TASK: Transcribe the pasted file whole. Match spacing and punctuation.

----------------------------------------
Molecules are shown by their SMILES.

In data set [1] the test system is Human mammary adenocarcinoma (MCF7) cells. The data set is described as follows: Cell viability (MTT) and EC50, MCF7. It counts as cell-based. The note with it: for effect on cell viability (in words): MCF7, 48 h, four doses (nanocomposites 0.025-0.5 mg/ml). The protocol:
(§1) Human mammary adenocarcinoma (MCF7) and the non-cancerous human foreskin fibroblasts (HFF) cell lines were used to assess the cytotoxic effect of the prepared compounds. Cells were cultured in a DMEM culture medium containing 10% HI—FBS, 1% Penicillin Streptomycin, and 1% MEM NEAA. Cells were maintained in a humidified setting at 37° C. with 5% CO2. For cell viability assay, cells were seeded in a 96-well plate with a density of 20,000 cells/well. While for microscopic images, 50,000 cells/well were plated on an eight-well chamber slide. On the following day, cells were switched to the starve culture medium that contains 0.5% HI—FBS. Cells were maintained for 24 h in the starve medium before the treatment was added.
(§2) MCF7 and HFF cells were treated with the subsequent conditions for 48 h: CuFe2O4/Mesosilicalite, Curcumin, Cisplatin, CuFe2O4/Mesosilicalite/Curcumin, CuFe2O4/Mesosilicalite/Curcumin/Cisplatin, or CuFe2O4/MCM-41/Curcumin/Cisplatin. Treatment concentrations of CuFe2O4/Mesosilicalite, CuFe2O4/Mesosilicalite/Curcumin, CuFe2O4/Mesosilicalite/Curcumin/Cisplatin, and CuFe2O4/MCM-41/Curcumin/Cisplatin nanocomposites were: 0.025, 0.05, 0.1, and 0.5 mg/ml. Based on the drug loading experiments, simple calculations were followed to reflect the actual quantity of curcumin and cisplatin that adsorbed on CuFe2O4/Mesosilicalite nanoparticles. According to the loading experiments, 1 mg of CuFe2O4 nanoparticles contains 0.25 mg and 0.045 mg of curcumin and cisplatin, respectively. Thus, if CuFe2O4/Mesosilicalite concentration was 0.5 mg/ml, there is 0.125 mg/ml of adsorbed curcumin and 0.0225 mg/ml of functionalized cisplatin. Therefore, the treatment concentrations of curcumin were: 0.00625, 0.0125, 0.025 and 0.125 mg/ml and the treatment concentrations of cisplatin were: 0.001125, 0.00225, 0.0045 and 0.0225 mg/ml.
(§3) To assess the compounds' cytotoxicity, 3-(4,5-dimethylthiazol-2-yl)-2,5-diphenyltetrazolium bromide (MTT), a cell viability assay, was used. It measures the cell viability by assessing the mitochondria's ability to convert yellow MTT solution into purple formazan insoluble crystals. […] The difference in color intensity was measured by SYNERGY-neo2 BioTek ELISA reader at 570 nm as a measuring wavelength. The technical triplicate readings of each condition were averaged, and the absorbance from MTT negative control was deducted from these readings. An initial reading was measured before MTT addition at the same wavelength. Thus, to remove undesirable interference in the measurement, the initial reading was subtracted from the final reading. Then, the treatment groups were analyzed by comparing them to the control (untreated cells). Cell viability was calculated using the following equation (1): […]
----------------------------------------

Molecules are shown by their SMILES.

In data set [1] the test system is Human mammary adenocarcinoma (MCF7) cells. The data set is described as follows: Cell viability (MTT) and EC50, MCF7. It counts as cell-based. The note with it: for effect on cell viability (in words): MCF7, 48 h, four doses (nanocomposites 0.025-0.5 mg/ml). The protocol:
(§1) Human mammary adenocarcinoma (MCF7) and the non-cancerous human foreskin fibroblasts (HFF) cell lines were used to assess the cytotoxic effect of the prepared compounds. Cells were cultured in a DMEM culture medium containing 10% HI—FBS, 1% Penicillin Streptomycin, and 1% MEM NEAA. Cells were maintained in a humidified setting at 37° C. with 5% CO2. For cell viability assay, cells were seeded in a 96-well plate with a density of 20,000 cells/well. While for microscopic images, 50,000 cells/well were plated on an eight-well chamber slide. On the following day, cells were switched to the starve culture medium that contains 0.5% HI—FBS. Cells were maintained for 24 h in the starve medium before the treatment was added.
(§2) MCF7 and HFF cells were treated with the subsequent conditions for 48 h: CuFe2O4/Mesosilicalite, Curcumin, Cisplatin, CuFe2O4/Mesosilicalite/Curcumin, CuFe2O4/Mesosilicalite/Curcumin/Cisplatin, or CuFe2O4/MCM-41/Curcumin/Cisplatin. Treatment concentrations of CuFe2O4/Mesosilicalite, CuFe2O4/Mesosilicalite/Curcumin, CuFe2O4/Mesosilicalite/Curcumin/Cisplatin, and CuFe2O4/MCM-41/Curcumin/Cisplatin nanocomposites were: 0.025, 0.05, 0.1, and 0.5 mg/ml. Based on the drug loading experiments, simple calculations were followed to reflect the actual quantity of curcumin and cisplatin that adsorbed on CuFe2O4/Mesosilicalite nanoparticles. According to the loading experiments, 1 mg of CuFe2O4 nanoparticles contains 0.25 mg and 0.045 mg of curcumin and cisplatin, respectively. Thus, if CuFe2O4/Mesosilicalite concentration was 0.5 mg/ml, there is 0.125 mg/ml of adsorbed curcumin and 0.0225 mg/ml of functionalized cisplatin. Therefore, the treatment concentrations of curcumin were: 0.00625, 0.0125, 0.025 and 0.125 mg/ml and the treatment concentrations of cisplatin were: 0.001125, 0.00225, 0.0045 and 0.0225 mg/ml.
(§3) To assess the compounds' cytotoxicity, 3-(4,5-dimethylthiazol-2-yl)-2,5-diphenyltetrazolium bromide (MTT), a cell viability assay, was used. It measures the cell viability by assessing the mitochondria's ability to convert yellow MTT solution into purple formazan insoluble crystals. […] The difference in color intensity was measured by SYNERGY-neo2 BioTek ELISA reader at 570 nm as a measuring wavelength. The technical triplicate readings of each condition were averaged, and the absorbance from MTT negative control was deducted from these readings. An initial reading was measured before MTT addition at the same wavelength. Thus, to remove undesirable interference in the measurement, the initial reading was subtracted from the final reading. Then, the treatment groups were analyzed by comparing them to the control (untreated cells). Cell viability was calculated using the following equation (1): […]